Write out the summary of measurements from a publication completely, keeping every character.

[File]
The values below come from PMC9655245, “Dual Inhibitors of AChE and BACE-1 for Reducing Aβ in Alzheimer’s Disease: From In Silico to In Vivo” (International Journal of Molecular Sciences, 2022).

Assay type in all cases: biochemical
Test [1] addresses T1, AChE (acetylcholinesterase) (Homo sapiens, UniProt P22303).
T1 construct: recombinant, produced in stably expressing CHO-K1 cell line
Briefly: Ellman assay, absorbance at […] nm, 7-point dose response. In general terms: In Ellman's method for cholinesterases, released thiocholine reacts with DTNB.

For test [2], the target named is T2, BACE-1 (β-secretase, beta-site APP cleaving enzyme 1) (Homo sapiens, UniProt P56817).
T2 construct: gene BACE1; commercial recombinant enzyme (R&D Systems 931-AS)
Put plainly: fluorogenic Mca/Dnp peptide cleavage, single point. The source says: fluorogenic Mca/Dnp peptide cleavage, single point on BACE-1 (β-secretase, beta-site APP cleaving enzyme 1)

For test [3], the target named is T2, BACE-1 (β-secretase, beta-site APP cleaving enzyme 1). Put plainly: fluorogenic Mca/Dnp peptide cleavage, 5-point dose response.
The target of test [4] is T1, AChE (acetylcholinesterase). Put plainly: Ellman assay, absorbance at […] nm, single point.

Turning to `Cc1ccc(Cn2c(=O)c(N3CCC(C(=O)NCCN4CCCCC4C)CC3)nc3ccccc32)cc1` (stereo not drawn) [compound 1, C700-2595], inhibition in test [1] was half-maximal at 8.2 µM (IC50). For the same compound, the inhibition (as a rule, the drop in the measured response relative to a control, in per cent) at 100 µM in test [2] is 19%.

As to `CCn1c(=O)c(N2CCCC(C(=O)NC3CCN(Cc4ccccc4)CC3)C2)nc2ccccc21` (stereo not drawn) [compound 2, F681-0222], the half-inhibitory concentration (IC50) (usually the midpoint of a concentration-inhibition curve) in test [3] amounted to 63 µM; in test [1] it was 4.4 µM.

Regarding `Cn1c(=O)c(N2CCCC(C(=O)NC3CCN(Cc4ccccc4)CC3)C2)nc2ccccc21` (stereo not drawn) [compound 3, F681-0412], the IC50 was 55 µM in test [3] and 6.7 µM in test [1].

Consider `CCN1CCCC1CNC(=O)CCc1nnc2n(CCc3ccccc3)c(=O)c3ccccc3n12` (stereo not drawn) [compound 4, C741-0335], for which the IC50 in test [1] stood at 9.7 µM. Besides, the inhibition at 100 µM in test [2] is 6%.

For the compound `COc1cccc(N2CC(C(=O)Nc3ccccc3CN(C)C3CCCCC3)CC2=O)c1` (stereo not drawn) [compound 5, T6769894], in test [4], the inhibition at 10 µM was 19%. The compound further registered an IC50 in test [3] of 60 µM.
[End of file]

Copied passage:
The values below come from PMC9655245, “Dual Inhibitors of AChE and BACE-1 for Reducing Aβ in Alzheimer’s Disease: From In Silico to In Vivo” (International Journal of Molecular Sciences, 2022).

Assay type in all cases: biochemical
Test [1] addresses T1, AChE (acetylcholinesterase) (Homo sapiens, UniProt P22303).
T1 construct: recombinant, produced in stably expressing CHO-K1 cell line
Briefly: Ellman assay, absorbance at […] nm, 7-point dose response. In general terms: In Ellman's method for cholinesterases, released thiocholine reacts with DTNB.

For test [2], the target named is T2, BACE-1 (β-secretase, beta-site APP cleaving enzyme 1) (Homo sapiens, UniProt P56817).
T2 construct: gene BACE1; commercial recombinant enzyme (R&D Systems 931-AS)
Put plainly: fluorogenic Mca/Dnp peptide cleavage, single point. The source says: fluorogenic Mca/Dnp peptide cleavage, single point on BACE-1 (β-secretase, beta-site APP cleaving enzyme 1)

For test [3], the target named is T2, BACE-1 (β-secretase, beta-site APP cleaving enzyme 1). Put plainly: fluorogenic Mca/Dnp peptide cleavage, 5-point dose response.
The target of test [4] is T1, AChE (acetylcholinesterase). Put plainly: Ellman assay, absorbance at […] nm, single point.

Turning to `Cc1ccc(Cn2c(=O)c(N3CCC(C(=O)NCCN4CCCCC4C)CC3)nc3ccccc32)cc1` (stereo not drawn) [compound 1, C700-2595], inhibition in test [1] was half-maximal at 8.2 µM (IC50). For the same compound, the inhibition (as a rule, the drop in the measured response relative to a control, in per cent) at 100 µM in test [2] is 19%.

As to `CCn1c(=O)c(N2CCCC(C(=O)NC3CCN(Cc4ccccc4)CC3)C2)nc2ccccc21` (stereo not drawn) [compound 2, F681-0222], the half-inhibitory concentration (IC50) (usually the midpoint of a concentration-inhibition curve) in test [3] amounted to 63 µM; in test [1] it was 4.4 µM.

Regarding `Cn1c(=O)c(N2CCCC(C(=O)NC3CCN(Cc4ccccc4)CC3)C2)nc2ccccc21` (stereo not drawn) [compound 3, F681-0412], the IC50 was 55 µM in test [3] and 6.7 µM in test [1].

Consider `CCN1CCCC1CNC(=O)CCc1nnc2n(CCc3ccccc3)c(=O)c3ccccc3n12` (stereo not drawn) [compound 4, C741-0335], for which the IC50 in test [1] stood at 9.7 µM. Besides, the inhibition at 100 µM in test [2] is 6%.

For the compound `COc1cccc(N2CC(C(=O)Nc3ccccc3CN(C)C3CCCCC3)CC2=O)c1` (stereo not drawn) [compound 5, T6769894], in test [4], the inhibition at 10 µM was 19%. The compound further registered an IC50 in test [3] of 60 µM.